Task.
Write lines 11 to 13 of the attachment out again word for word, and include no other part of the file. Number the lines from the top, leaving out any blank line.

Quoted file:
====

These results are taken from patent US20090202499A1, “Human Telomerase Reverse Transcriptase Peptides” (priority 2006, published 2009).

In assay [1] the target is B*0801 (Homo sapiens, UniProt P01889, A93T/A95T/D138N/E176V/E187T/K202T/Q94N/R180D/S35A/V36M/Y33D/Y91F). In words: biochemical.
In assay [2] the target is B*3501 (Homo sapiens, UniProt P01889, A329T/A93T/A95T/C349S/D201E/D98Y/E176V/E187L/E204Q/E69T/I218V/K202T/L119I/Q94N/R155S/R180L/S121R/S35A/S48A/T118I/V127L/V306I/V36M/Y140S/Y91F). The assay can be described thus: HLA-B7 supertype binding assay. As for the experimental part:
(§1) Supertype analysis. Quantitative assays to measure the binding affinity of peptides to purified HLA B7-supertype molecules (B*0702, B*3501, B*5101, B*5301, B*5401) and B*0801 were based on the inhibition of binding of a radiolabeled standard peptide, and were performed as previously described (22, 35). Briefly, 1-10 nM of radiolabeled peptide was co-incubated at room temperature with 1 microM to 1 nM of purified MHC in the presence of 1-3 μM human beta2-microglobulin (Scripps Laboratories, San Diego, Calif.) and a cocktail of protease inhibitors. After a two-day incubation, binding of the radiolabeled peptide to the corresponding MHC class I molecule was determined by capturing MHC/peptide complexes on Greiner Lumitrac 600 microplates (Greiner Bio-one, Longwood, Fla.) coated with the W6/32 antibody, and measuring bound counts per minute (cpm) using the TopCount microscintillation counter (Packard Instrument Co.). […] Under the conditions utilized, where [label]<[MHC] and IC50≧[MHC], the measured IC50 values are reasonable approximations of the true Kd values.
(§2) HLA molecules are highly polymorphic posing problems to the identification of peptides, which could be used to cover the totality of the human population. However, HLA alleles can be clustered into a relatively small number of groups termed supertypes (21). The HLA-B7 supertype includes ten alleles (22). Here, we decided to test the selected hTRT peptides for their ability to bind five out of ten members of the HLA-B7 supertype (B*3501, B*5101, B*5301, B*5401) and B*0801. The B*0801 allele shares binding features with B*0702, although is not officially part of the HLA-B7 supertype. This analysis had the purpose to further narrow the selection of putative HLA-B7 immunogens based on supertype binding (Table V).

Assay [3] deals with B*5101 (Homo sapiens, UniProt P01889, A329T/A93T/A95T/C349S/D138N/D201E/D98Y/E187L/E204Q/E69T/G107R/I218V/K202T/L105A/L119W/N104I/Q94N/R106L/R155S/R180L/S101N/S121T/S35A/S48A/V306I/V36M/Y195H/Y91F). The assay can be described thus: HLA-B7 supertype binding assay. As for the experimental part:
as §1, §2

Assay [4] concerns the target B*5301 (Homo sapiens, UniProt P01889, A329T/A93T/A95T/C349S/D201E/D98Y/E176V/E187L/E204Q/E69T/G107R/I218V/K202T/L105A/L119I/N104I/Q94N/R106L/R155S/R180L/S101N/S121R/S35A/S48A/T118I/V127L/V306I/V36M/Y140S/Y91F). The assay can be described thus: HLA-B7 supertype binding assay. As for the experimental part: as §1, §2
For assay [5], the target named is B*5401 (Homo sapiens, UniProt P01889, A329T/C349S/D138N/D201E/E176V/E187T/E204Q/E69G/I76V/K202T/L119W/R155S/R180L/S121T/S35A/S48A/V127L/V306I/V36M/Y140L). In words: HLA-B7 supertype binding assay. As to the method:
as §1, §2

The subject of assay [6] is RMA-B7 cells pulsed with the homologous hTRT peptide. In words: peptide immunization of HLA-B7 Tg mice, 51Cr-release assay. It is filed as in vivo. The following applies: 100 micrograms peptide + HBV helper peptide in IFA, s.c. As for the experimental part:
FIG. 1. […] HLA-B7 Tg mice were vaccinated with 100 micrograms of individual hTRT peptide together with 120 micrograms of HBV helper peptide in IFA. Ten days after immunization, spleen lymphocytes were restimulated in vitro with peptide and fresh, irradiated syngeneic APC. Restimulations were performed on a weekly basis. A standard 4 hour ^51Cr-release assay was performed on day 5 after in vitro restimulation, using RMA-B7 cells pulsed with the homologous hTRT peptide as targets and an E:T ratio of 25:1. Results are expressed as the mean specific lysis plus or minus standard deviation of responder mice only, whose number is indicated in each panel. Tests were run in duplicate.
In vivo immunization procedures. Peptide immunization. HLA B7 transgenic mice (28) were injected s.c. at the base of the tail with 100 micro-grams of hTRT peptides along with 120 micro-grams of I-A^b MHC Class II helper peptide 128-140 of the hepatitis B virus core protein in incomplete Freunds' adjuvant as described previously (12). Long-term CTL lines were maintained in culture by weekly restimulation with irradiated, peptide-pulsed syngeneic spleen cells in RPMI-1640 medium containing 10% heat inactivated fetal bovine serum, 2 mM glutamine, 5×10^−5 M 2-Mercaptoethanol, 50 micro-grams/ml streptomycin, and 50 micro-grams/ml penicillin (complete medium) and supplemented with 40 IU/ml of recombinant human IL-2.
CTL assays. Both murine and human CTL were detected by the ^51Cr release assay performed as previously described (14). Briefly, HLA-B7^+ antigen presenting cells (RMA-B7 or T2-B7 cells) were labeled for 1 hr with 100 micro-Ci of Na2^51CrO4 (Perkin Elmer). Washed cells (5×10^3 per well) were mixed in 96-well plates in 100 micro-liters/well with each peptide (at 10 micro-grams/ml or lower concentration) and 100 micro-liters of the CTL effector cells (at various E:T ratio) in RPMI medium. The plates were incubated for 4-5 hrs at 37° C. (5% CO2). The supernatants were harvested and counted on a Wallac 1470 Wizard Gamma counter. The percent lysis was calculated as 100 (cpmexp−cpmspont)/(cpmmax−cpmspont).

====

The subject of assay [6] is RMA-B7 cells pulsed with the homologous hTRT peptide. In words: peptide immunization of HLA-B7 Tg mice, 51Cr-release assay. It is filed as in vivo. The following applies: 100 micrograms peptide + HBV helper peptide in IFA, s.c. As for the experimental part:
FIG. 1. […] HLA-B7 Tg mice were vaccinated with 100 micrograms of individual hTRT peptide together with 120 micrograms of HBV helper peptide in IFA. Ten days after immunization, spleen lymphocytes were restimulated in vitro with peptide and fresh, irradiated syngeneic APC. Restimulations were performed on a weekly basis. A standard 4 hour ^51Cr-release assay was performed on day 5 after in vitro restimulation, using RMA-B7 cells pulsed with the homologous hTRT peptide as targets and an E:T ratio of 25:1. Results are expressed as the mean specific lysis plus or minus standard deviation of responder mice only, whose number is indicated in each panel. Tests were run in duplicate.
In vivo immunization procedures. Peptide immunization. HLA B7 transgenic mice (28) were injected s.c. at the base of the tail with 100 micro-grams of hTRT peptides along with 120 micro-grams of I-A^b MHC Class II helper peptide 128-140 of the hepatitis B virus core protein in incomplete Freunds' adjuvant as described previously (12). Long-term CTL lines were maintained in culture by weekly restimulation with irradiated, peptide-pulsed syngeneic spleen cells in RPMI-1640 medium containing 10% heat inactivated fetal bovine serum, 2 mM glutamine, 5×10^−5 M 2-Mercaptoethanol, 50 micro-grams/ml streptomycin, and 50 micro-grams/ml penicillin (complete medium) and supplemented with 40 IU/ml of recombinant human IL-2.